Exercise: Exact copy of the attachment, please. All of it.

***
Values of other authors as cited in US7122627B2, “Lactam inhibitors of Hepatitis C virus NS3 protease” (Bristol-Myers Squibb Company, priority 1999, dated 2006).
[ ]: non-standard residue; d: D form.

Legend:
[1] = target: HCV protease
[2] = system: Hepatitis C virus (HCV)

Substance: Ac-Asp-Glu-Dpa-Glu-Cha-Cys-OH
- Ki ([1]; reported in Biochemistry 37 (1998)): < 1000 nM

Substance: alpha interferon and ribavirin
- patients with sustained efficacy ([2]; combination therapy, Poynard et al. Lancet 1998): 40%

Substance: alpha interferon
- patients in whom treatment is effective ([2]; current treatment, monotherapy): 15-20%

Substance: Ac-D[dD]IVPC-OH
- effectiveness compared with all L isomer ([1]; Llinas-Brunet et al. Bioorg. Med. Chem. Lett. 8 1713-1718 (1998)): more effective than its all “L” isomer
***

Values of other authors as cited in US7122627B2, “Lactam inhibitors of Hepatitis C virus NS3 protease” (Bristol-Myers Squibb Company, priority 1999, dated 2006).
[ ]: non-standard residue; d: D form.

Legend:
[1] = target: HCV protease
[2] = system: Hepatitis C virus (HCV)

Substance: Ac-Asp-Glu-Dpa-Glu-Cha-Cys-OH
- Ki ([1]; reported in Biochemistry 37 (1998)): < 1000 nM

Substance: alpha interferon and ribavirin
- patients with sustained efficacy ([2]; combination therapy, Poynard et al. Lancet 1998): 40%

Substance: alpha interferon
- patients in whom treatment is effective ([2]; current treatment, monotherapy): 15-20%

Substance: Ac-D[dD]IVPC-OH
- effectiveness compared with all L isomer ([1]; Llinas-Brunet et al. Bioorg. Med. Chem. Lett. 8 1713-1718 (1998)): more effective than its all “L” isomer